Festbrau Beer Hall, Yebisu

The district of Yebisu (usually spelled in English with a "Y", though pronounced "ebisu") now houses the huge Yebisu Garden Place development of shops, hotels and restaurants, five of the latter in a Sapporo "Beer Station" complex, more like a beer theme park. Within this, the Festbrau Beer Hall offers a younger crowd massive helpings of German food and a lightly malty, amber-red, Vienna-style lager served from huge, visible, tanks. "Why the tanks?" I asked Tetsuya. "They want us to think they make the beer here - though they don't." There are other bars that do, however. Until four or five years ago, giants like Sapporo, Kirin, and Asahi were the only brewers. Now, there are about 200, making ji-biru (local beer), often in gleaming coppers in the middle of pubs. To accompany my beer at Festbrau, Tetsuya suggested I try a saucer of green soy beans, squeezed straight from the pod into my mouth. Soy beans are the beer snack in Japan the way black radishes are in Munich. The difference is that a Japanese person would scarcely countenance drink without at least some food, while in Britain the pork scratchings are a mercifully optional extra.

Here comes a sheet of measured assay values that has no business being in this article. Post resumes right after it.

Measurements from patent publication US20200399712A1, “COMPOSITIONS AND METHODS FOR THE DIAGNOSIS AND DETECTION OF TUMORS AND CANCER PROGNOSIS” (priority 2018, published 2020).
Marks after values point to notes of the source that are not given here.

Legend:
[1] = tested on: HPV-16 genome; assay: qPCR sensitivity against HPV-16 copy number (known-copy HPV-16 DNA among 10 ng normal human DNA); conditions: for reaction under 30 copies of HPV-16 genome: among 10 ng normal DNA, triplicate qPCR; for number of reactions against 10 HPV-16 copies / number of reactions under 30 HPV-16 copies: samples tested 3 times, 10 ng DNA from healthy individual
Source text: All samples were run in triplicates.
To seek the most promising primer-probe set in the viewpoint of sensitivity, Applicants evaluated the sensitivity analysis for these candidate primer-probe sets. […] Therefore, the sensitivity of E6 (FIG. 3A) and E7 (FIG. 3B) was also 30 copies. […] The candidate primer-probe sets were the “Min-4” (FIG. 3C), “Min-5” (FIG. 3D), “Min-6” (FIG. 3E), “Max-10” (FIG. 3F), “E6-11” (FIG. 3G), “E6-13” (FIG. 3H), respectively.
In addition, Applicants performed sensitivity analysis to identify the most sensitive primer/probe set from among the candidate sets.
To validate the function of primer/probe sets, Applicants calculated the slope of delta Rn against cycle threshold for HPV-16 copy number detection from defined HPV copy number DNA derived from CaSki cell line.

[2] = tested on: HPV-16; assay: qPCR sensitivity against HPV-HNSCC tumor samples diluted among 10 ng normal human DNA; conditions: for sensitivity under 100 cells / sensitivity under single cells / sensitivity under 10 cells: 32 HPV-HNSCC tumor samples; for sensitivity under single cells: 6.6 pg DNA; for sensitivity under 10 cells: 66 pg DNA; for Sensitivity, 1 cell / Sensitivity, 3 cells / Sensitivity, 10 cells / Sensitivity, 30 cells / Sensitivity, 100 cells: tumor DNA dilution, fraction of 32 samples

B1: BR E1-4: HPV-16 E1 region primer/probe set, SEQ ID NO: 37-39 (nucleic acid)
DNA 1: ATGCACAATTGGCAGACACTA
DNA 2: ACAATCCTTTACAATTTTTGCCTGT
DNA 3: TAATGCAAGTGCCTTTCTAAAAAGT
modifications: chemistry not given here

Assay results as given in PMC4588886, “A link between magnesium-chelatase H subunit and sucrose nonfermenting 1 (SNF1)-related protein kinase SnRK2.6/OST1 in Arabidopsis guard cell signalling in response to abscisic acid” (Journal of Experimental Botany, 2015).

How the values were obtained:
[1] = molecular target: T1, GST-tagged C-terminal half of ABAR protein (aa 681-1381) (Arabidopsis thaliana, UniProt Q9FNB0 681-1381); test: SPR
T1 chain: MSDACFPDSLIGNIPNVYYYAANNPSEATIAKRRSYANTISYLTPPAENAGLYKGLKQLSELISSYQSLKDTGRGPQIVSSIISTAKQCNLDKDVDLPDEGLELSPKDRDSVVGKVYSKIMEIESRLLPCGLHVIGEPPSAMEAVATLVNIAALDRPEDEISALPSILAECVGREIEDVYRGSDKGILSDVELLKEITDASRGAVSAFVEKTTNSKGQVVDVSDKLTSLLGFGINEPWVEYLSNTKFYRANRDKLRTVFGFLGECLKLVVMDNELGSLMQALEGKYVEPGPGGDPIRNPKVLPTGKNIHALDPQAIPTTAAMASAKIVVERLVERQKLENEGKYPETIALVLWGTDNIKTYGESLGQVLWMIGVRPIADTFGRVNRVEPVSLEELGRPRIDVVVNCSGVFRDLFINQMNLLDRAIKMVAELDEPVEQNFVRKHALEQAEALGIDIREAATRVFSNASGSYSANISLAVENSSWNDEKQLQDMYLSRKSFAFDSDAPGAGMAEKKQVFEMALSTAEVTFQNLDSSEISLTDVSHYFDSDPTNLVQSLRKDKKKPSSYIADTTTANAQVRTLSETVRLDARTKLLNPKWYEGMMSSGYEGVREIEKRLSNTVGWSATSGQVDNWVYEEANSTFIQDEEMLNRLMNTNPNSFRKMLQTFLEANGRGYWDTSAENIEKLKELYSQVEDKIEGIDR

Bois Cereste, Akasaka

This piano bar is owned by jazz musician Masaharu Yamada. He spent some time working in Belgium and fell in love with the local beers. Bois Cereste pioneered the serving of Belgian beer in Japan, and these kind of bars are now very popular. There are at least half a dozen in Tokyo and they preceded those in London. Other beer fashions come and go, though. Every year, the big brewers introduce some new notion: beer made from the "first squeeze" of the barley-malt; beer made from huskless barley; beer guaranteed to have left the brewery only hours ago; beer that smells of a bath-house ... In a beer bar owned by Kirin, we were even offered a super-strong lager that could be diluted to the customer's taste, with sparkling water. n